SAN FRANCISCO -- Early Wednesday morning, Warriors forward Draymond Green had a score to settle.
With his shoes off alongside Golden State's assistant trainer Roger Sancho, Green -- who has been listed at 6-foot-7 his entire career -- took his official height along a white wall.
"All y'all talking about I'm 6-5, here come the real measurement," Green said in the Instagram post. " ... 78 inches -- 6-6."
Green's video was in response to the NBA's new ruling for teams to release player's actual measurements. For years, the league has used standard height and weight for players, often not changing for years at a time.
Now, with the league enacting a stricter policy, players and coaches alike are adjusting.
"I sort laughed about it," Warriors coach Steve Kerr said Wednesday afternoon. "I talked to Draymond every day for five years. They keep introducing him as 6-7 and he looks like he's two inches taller than me and I'm 6-2 1/2 so this has been going on forever."
The new policy -- which was first reported by The New York Times last month -- stems from an age discrepancy involving Kings guard Buddy Hield. As reported by NBC Sports California's James Ham, Hield, then 25, was listed as 26 years old.
As a result, many notable players have seen their measurements changed.
Brooklyn Nets guard Kyrie Irving - long-listed as 6-foot-3 - now is 6-foot-2, while rookie Zion Williamson -- who was listed as 6-foot-7 in college -- now is 6-foot-6.
Perhaps the most notable change is former Warriors forward Kevin Durant - who now is listed at 6-foot-10. Throughout his career -- despite admittingly looking taller -- the forward long-listed himself as 6-foot-9.
"For me, when I'm talking to women, I'm 7-feet," Durant told the Wall Street Journal. "In basketball circles, I'm 6-9. But really, I've always thought it was cool to say I'm a 6-9 small forward. Really, that's the prototypical size for a small forward. Anything taller than that and they'll start saying, ‘Ah, he's a power forward.'"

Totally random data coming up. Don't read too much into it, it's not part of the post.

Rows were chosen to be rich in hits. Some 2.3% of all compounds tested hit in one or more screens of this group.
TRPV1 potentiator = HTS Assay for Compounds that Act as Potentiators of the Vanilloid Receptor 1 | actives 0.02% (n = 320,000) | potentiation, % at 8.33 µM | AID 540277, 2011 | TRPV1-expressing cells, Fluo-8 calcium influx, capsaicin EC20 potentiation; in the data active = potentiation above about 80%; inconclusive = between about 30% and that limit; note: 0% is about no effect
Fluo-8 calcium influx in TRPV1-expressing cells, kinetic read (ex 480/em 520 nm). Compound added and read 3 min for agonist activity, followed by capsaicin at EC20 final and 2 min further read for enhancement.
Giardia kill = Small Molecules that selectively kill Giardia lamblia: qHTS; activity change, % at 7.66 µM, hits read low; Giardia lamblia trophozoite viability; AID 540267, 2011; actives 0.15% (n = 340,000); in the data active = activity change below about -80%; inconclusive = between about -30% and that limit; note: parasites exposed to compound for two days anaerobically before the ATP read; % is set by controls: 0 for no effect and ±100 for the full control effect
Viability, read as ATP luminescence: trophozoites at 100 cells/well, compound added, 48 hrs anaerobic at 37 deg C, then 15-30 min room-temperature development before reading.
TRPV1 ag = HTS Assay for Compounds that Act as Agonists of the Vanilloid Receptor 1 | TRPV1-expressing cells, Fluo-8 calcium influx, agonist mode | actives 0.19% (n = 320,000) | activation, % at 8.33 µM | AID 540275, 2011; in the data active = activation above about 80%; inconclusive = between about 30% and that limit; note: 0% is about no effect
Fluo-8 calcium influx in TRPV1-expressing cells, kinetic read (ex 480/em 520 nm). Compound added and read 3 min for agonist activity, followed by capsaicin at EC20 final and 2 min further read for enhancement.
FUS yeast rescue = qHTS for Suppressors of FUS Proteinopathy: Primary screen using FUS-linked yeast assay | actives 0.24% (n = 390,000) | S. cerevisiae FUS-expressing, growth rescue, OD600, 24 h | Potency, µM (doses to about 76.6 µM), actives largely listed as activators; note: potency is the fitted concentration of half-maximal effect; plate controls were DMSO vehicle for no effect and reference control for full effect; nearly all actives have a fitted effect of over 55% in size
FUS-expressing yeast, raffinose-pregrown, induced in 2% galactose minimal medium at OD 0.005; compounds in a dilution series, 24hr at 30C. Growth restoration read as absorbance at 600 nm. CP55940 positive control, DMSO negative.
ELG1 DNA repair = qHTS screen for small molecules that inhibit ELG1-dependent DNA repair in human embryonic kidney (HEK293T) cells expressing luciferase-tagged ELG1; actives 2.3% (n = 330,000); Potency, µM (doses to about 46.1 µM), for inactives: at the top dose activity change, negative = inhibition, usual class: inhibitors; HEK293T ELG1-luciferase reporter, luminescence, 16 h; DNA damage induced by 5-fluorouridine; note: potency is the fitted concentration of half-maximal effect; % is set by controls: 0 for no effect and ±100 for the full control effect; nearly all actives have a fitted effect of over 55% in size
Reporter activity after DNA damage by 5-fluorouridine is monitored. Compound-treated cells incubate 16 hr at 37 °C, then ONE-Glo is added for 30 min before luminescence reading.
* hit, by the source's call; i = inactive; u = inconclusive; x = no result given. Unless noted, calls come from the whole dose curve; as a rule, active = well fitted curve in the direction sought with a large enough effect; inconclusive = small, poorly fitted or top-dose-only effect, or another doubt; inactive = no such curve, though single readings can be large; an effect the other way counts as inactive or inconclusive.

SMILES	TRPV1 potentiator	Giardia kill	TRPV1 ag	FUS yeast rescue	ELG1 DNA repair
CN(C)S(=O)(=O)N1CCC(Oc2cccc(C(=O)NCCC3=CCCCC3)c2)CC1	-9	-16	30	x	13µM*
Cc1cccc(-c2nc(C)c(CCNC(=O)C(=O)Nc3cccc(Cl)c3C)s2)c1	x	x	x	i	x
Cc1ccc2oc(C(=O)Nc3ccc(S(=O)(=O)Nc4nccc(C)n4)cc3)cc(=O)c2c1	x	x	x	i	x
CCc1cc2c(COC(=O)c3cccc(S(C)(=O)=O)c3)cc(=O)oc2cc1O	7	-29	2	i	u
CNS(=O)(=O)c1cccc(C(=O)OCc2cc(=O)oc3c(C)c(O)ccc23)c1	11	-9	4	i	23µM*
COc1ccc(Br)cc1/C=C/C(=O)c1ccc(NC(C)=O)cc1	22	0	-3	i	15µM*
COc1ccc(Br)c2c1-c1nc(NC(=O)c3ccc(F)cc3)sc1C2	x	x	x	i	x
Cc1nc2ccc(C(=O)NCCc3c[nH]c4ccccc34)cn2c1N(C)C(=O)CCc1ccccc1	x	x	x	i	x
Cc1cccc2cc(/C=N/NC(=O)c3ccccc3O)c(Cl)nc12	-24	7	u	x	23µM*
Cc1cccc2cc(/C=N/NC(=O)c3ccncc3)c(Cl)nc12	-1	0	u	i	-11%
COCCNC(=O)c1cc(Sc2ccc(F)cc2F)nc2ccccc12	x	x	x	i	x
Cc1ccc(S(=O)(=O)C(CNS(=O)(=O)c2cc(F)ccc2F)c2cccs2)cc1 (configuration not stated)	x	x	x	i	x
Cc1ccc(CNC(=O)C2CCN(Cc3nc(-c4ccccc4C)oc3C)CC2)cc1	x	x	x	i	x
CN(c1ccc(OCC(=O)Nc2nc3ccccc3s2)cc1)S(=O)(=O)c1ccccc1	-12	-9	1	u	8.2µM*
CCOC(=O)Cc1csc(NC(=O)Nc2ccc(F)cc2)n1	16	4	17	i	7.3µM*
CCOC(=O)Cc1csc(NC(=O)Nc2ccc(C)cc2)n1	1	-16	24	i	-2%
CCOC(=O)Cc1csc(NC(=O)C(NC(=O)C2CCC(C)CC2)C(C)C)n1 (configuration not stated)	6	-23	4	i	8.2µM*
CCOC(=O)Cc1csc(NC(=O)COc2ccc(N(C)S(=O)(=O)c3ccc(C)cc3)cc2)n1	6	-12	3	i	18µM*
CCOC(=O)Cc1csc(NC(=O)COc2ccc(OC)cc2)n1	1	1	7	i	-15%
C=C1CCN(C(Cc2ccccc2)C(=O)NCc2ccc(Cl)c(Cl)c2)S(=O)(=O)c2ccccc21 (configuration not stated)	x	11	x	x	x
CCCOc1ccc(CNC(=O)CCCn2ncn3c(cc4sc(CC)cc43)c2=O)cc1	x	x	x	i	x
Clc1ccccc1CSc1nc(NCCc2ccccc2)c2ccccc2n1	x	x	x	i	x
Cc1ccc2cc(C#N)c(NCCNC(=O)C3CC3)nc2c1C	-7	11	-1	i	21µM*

Height and weight discrepancies are not new for the NBA. Former Timberwolves big man Kevin Garnett famously said he was 6-foot-11 and "some quarters" during his career. Lakers forward LeBron James -- notoriously tight-lipped about his weight -- was listed at 250 pounds for much of his career.
Now, for the players currently in the league, it doesn't seem to make a difference.
"It's more for the fans than it is for the players," Warriors guard Steph Curry said. "I don't think anyone feels any different as a player with his actual listing. I'm sure wherever KD is, he's not feeling different about not being 6-9 anymore so all that stuff is more for the fans and understanding what it's like when you walk on the floor [seeing] how truly big guys are but its more just another thing to talk about."
Curry was absent on the current list of player changes. Nonetheless, he set the record straight on his proper height, while going through several factors.
"Without shoes, I'm officially 6-2 3/4 but you don't play basketball without shoes," he said. "I don't play basketball without this fro so I might be 6-4 now."
As for Green's gripe, the newly minted 6-foot-5 forward has done well despite the lack of size, becoming one of the league's best defenders, including being named Defensive Player of the Year in 2017.
Still, an extra inch wouldn't be protested.
"Everyone wants to be taller so it doesn't matter," Kerr said. "If the guy can play he can play. I don't care how tall Draymond is he's pretty damn good."